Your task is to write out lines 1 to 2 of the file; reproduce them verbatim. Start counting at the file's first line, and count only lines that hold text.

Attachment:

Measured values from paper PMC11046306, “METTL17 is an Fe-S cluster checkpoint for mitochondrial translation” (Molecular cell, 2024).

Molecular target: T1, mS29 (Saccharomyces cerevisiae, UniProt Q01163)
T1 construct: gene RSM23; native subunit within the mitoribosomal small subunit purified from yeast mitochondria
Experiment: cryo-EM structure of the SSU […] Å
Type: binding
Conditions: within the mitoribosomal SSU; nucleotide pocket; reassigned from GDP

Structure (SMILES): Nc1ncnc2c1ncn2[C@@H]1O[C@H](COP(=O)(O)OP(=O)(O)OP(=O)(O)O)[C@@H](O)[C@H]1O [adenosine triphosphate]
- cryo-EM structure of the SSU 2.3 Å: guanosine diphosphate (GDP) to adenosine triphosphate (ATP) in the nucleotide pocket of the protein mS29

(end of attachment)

Measured values from paper PMC11046306, “METTL17 is an Fe-S cluster checkpoint for mitochondrial translation” (Molecular cell, 2024).

Molecular target: T1, mS29 (Saccharomyces cerevisiae, UniProt Q01163)